Putin plays down threat of more sanctions against Georgia

Russia's parliament seeks ban on wine and water imports over anti-Putin TV tirade

Russian president Vladimir Putin has opposed calls for tougher economic sanctions on Georgia, after deputies backed such a move in response to a Georgian television presenter's foul-mouthed tirade against the Kremlin leader.

Mr Putin banned direct flights between Russia and Georgia after protesters in Tbilisi, the capital of the Black Sea state, tried to storm its parliament last month when a Russian deputy sat in the speaker's chair to address a forum of politicians.

Relations worsened further this week when a presenter on Georgia's Rustavi 2 channel insulted Mr Putin in obscene terms, prompting parliament in Moscow on Tuesday to call for a ban on imports of wine and water from Georgia and on money transfers to the country from Russia.

Such measures could severely damage the economy of Georgia, which Moscow claims is now unsafe for Russians amid continuing anti-government and anti-Kremlin rallies in Tbilisi.


“As regards various types of sanctions against Georgia, I wouldn’t do it, particularly out of respect for the Georgian people,” Mr Putin said shortly after deputies voted unanimously for the measures.

“For the sake of restoring full ties between Russia and Georgia, I wouldn’t do anything to complicate our relations,” he added.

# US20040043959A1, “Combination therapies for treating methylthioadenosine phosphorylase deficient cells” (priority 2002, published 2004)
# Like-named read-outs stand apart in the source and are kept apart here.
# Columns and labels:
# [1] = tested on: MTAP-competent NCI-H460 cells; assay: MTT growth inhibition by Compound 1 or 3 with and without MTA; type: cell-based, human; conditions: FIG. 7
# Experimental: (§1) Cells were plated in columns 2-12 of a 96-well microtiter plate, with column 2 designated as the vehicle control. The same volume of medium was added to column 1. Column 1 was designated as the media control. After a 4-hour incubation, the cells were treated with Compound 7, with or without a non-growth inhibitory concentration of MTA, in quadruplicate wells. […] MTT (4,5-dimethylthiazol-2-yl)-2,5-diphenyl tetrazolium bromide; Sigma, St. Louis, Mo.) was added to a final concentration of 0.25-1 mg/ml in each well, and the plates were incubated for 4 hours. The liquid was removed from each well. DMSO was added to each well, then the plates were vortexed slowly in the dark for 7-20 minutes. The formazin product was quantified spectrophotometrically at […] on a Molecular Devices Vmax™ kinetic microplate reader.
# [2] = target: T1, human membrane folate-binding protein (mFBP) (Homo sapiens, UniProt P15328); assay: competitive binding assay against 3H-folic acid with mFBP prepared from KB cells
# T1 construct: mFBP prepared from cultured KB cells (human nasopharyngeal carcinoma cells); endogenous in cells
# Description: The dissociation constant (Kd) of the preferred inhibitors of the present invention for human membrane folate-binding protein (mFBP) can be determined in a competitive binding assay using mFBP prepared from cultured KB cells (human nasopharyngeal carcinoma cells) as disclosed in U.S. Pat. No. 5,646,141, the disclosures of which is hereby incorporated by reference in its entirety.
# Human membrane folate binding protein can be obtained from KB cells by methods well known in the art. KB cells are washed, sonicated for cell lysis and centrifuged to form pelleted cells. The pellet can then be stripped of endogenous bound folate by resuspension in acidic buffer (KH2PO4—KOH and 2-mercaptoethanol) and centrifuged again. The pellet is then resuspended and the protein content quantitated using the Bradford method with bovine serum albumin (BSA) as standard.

Lurid insults

Mr Putin also brushed off the lurid insults from presenter Giorgi Gabunia, saying there was no point reacting to the ranting of "scumbags".

Rustavi 2 has suspended Gabunia for two months for calling Mr Putin a “stinking occupier”, comparing him to dog excrement and the genitals of a female walrus, and wishing that the Russian leader and his parents “burn in hell”.

More than a million Russian tourists visited Georgia last year and the current Tbilisi government has sought to rebuild economic ties with its huge neighbour.

While welcoming ordinary Russians, however, many Georgians still loathe Mr Putin for sending troops into their country in a brief 2008 war and supporting and stationing thousands of soldiers in two separatist-run regions of Georgia.


"We consider the insults against our country, the threats towards our citizens, and the insults against our president unacceptable," said Vyacheslav Volodin, the speaker of Russia's lower house of parliament, as it backed the proposed sanctions.

Kremlin spokesman Dmitry Peskov said "this tough response from Russian parliamentarians and the complete unanimity of their stance against the backdrop of the Georgian TV host's unprecedented behaviour are quite natural".

He added, however, that decisions on sanctions would be “made by the government and, ultimately, by the president of the country”.

Georgian president Salome Zurabishvili and other senior officials in the Caucasus state strongly denounced Gabunia's outburst.

She struck a conciliatory note on Tuesday, after earlier calling Russia an “enemy and occupier” and blaming last month’s clashes in Tbilisi on pro-Moscow provocateurs intent on destabilising her country.

‘Destructive goals’

“It would be a paradox if a neighbouring state responded to the actions of those they consider to be radical forces by contributing to the realisation of their destructive goals,” she said.

“Even in the most tense times for our country, there were no incidents that threatened foreign citizens or guests in Georgia. And this will continue to be so.”

Daniel McLaughlin

Daniel McLaughlin

Daniel McLaughlin is a contributor to The Irish Times from central and eastern Europe